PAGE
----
And that would-a-been 12" single? That song, called "Train in Vain," was added to the end of the master tape at the last minute—too late to be listed on the back of the jacket or the LP label for the first pressings. (Art Dudley, who bought his copy of London Calling the weekend after its US release, remembers grooving on the song for months before learning its title: The words "train in vain" don't appear in the lyric.) It wasn't the fact that the song is a "hidden track" that astounded me, but rather the fact that "Train in Vain" is—good grief!—a fairly straightforward, poppy love song. And this from the Clash!

Punk had set out to destroy the deadwood of self-indulgent pomp- rock; having seen to that, it was time to get back to basics and create a new sound. London Calling's iconic cover—an overused phrase, I know, but appropriate here—captures this idea very well. It's a black-and-white photo, by Pennie Smith, of Paul Simonon smashing his Fender Precision bass onstage at the Palladium in New York City. To this image, designer Ray Lowry added pink and green lettering, borrowed from and in homage to Elvis Presley's debut album.


The Clash weren't alone in thinking of reconstruction. A year earlier, rival band the Jam had recovered from a truly dire second album (is there a pattern here?) by releasing the excellent All Mod Cons, using '60s mythology in much the same way as the Clash dipped into the '50s for London Calling. A lot can be said of the influence of the roots of rock'n'roll on both those albums—and surely others of the day—but this also raises the question: To what extent did these post-punk survivors influence each other Another great London Calling track, "Lost in the Supermarket," with its expressions of alienation and the commodification of life, could easily have been written by X-Ray Spex. Other albums released during the second half of 1979 include Cut by the Slits, Metal Box by PiL, and debut albums by the Specials and the Raincoats, to name just a few. (Strummer and Jones were friends with many of those musicians: It would have been strange for them not to be affected by this.) After the initial punk explosion, bands were setting no limits. Punk had blown open a space in which bands could exercise their creativity by moving in a myriad of stylistic directions.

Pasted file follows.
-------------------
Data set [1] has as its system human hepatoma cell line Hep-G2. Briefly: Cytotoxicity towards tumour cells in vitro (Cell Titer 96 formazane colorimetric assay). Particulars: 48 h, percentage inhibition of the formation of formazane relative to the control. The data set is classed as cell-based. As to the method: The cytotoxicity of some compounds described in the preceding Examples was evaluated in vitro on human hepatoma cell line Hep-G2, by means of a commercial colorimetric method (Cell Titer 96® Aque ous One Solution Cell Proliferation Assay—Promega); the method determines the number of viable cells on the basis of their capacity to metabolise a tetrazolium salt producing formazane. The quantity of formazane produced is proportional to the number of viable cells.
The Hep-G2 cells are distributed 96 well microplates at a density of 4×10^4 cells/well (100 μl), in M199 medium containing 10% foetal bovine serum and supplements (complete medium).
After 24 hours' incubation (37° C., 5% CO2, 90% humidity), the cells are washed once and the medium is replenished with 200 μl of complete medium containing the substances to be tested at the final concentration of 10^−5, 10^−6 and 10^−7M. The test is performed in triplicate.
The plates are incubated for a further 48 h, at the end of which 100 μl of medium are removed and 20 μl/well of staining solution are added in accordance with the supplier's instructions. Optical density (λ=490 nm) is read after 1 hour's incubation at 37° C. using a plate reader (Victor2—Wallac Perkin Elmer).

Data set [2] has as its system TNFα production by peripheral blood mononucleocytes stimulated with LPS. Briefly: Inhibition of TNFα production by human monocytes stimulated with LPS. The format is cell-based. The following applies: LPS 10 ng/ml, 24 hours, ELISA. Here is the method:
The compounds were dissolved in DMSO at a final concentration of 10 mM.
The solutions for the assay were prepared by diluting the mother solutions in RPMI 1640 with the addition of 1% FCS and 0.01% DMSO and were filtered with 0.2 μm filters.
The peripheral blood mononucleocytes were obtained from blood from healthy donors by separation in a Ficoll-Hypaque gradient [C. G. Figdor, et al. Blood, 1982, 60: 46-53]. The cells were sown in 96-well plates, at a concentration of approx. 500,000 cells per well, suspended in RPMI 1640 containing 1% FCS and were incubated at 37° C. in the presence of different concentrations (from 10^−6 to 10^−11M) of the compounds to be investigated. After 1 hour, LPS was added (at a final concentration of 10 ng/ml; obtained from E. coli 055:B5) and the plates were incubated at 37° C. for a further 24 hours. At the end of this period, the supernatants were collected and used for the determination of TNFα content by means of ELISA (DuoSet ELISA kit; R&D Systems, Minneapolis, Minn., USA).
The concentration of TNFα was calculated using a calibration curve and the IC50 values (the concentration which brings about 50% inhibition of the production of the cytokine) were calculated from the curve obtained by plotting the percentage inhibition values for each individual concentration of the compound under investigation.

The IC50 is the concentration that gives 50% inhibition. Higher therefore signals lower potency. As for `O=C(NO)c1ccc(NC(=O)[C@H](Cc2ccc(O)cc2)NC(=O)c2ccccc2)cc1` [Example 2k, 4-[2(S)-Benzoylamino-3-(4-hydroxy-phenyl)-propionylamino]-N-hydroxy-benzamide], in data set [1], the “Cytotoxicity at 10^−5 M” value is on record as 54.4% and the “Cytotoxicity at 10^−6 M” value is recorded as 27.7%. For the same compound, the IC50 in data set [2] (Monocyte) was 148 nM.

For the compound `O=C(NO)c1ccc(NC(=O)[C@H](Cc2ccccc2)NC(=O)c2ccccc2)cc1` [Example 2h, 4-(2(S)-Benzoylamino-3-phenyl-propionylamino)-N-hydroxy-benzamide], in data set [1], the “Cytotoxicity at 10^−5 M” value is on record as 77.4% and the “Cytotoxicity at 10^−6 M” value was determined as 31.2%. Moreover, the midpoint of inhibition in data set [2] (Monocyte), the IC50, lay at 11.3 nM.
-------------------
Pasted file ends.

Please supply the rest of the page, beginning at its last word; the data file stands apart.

What many successful post-punk groups had in common, and what set them apart from classic punk, was the move away from guitar rock to even more rhythmic—and rhythmically nuanced—music. With Simonon's developing skill as a bassist and drummer Topper Headon being given the room to play, the Clash could now do likewise: The pogo was old news; move your hips was the call. London Calling reminded listeners that the Clash were still vital, and in the process reminded other musicians that they had a large, colorful palate of sounds to choose from.